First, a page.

Dissociative identity disorder, informally known as multiple personality disorder, affects up to 10 percent of United States citizens. This pernicious condition has received a fair amount of screen time in recent features such as Fight Club (1999), Me, Myself and Irene (2000) and Secret Window (2004) but never has its stark dualism been presented in such an aggressively buoyant, deceptively charming fashion as found in this year's Hannah Montana: The Movie. A bleak, disturbing fable packaged as a wholesome musical tale about family and staying true to yourself, it is sweet satire at its very darkest.
Miley Stewart (played with pluck by Miley Cyrus) is a typical teenage outcast. Klutzy and second fiddle to best friend Lilly (Haley Joel "I see dead people" Osment's sister Emily), she is a gawky brunette in a sea of California blondes. Her lackluster social status, coupled with the brutal scars left by her mother's death and her brother Jackson's (Jason Earles) mild retardation—clumsily but cleverly played for laughs—leads Miley to create a fantasy world where she is sun-kissed pop sensation Hannah Montana, whose fabulous lifestyle includes gratis shopping sprees and divalicious cat fights with Tyra Banks (a believable Tyra Banks). When business-minded father Robby Ray (Billy Ray Cyrus) finally takes note of Miley's destructive alter-ego, he whisks her away to Crowly Corners, Tennessee, hoping the rural charms of her family roots will dissipate her condition. But Miley's delusional state has progressed too far, and a third persona emerges, that of an unnamed country hick, whom we'll reference as "Dolly." When Miley/Dolly/Hannah conceals her imaginary lives from hunky love interest Travis (Lucas Till), the pressure threatens to shatter any hope for recovery, and she begins to realize her only option is to reveal her tri-faceted personality. Sadly, the backwards and narrow-minded folks of Crowly Corners encourage and empower Miley to remain closeted, and the film ends with a musical number where the Dolly/Hannah alters entomb Miley and she is hay-ridden off into a illusional, hallucinatory future.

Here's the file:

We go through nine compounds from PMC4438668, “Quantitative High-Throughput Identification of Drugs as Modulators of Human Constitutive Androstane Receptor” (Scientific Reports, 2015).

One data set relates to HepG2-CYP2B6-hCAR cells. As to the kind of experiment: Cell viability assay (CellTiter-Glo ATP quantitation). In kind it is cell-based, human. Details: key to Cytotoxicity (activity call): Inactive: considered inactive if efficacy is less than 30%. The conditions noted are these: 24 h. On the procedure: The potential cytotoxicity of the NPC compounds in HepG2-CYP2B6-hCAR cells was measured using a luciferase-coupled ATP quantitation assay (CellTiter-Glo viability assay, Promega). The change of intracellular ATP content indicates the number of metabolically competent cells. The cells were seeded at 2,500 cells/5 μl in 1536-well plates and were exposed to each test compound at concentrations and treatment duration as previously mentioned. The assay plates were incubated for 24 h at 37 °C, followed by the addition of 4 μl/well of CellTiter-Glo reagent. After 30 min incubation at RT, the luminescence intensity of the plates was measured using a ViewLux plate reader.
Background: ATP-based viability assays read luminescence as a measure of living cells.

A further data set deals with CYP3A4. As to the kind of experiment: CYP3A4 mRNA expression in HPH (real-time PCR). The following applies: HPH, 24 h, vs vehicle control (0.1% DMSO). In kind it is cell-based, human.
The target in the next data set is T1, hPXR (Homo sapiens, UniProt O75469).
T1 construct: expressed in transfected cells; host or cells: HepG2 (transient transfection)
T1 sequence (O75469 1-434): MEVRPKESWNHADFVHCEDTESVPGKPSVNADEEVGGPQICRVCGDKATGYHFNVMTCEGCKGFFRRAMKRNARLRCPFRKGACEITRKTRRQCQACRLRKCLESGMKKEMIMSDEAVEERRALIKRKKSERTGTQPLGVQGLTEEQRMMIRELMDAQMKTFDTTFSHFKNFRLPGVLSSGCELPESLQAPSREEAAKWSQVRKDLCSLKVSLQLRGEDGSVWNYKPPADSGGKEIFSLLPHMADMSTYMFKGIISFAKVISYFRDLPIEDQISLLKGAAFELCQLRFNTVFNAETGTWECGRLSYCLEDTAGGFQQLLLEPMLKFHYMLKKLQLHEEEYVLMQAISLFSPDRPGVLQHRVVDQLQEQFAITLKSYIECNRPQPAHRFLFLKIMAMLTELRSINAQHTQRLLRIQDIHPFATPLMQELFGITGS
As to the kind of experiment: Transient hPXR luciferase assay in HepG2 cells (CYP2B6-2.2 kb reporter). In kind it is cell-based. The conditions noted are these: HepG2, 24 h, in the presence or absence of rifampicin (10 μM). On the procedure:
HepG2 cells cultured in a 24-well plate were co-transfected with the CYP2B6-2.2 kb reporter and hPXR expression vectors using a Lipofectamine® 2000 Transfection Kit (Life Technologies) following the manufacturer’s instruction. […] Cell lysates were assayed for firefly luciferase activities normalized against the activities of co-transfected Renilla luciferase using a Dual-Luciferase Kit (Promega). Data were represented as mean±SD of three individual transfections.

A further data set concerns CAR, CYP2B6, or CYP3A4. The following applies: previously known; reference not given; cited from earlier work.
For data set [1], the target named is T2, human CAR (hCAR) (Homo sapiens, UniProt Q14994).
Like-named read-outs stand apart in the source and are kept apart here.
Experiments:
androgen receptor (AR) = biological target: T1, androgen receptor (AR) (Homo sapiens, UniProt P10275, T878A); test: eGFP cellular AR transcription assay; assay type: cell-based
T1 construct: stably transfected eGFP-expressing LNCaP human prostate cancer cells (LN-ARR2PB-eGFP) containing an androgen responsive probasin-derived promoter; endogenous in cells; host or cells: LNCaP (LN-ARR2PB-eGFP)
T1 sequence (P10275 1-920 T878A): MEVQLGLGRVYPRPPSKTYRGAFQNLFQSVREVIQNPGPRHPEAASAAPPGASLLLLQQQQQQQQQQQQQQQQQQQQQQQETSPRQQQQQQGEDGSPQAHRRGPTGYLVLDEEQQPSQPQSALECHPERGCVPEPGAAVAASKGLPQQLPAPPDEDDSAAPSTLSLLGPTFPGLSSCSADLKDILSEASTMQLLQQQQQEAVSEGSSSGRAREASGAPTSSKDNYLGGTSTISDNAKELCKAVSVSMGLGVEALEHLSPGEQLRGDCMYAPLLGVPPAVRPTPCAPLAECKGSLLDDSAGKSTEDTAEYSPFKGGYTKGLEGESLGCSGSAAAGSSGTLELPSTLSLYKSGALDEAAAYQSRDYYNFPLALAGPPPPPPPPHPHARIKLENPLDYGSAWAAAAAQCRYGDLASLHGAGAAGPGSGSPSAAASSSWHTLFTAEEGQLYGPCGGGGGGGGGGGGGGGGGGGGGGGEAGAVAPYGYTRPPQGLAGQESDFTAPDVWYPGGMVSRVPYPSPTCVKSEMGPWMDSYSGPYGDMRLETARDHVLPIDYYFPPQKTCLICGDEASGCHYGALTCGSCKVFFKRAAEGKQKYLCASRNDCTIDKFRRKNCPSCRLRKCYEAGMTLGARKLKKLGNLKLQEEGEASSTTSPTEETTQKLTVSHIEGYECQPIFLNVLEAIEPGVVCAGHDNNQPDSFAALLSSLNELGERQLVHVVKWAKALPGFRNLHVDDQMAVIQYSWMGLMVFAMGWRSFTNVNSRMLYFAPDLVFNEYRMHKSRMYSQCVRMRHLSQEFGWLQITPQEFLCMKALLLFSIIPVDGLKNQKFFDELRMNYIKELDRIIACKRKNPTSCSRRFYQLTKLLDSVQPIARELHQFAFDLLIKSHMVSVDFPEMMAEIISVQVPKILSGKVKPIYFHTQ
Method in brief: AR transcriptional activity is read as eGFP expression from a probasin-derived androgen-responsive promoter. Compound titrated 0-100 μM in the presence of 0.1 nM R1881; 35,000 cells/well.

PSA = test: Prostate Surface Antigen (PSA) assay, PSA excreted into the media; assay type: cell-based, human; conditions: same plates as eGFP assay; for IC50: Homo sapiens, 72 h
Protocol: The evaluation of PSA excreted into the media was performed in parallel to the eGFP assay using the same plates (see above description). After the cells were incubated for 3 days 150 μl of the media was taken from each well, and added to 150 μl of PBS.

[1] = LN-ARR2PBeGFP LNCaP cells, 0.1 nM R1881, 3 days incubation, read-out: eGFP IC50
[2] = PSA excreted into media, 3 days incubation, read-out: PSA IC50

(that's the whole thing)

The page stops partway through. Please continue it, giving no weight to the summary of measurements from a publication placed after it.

Cyrus's nervy choice to portray the Hannah persona as Asian is daring and commendable, but strays into stereotype with heavily-kohled eyes, a predilection for bright lights and anime-short skirts—although the wardrobe homage to Sailor Moon was spot-on. She does an admirable job with a very tough role, but perhaps is too young to fully portray the depths of the three personalities, all of whom come off as enthusiastic, engaging girls with little going on behind the eyes. I would have loved to see a more accomplished actress such as Natalie Portman or Dame Judi Dench take up such a challenge. The casting of Billy Ray as Miley's father is an intriguing decision. The two have absolutely no father-daughter chemistry, which serves to highlight the alienation of the titular character. His first, quickly-passed-over scene shows him headshakingly staring at Hannah's blonde wig, perhaps hinting at a cross-dressing past, but this subplot is never made explicit.
Using a Rainbow-Brite cheery soundtrack and an pratfall-filled screenplay—courtesy of Cinderella III scribe Dan Berendsen—English director Peter Chelsom displays an acerbic and uncompromisingly black humor as he paints a cheeky face on an utterly devastating story. Even his own countrymen receive a thorough lashing, with an injurious depiction of the British press as doughy, gluttonous, sybaritic paparazzi. Walt Disney Pictures, long known for its candy-sweet productions, takes a bold step toward edgy, darker fare with this subtle, dual-layered film. On the surface, Hannah Montana will be enjoyed by millions of screaming, hyperactive tweens, but the elusive and understated subtext that lurks beneath its PG-rated, poppy veneer is a Freudian feast for the discerning mind.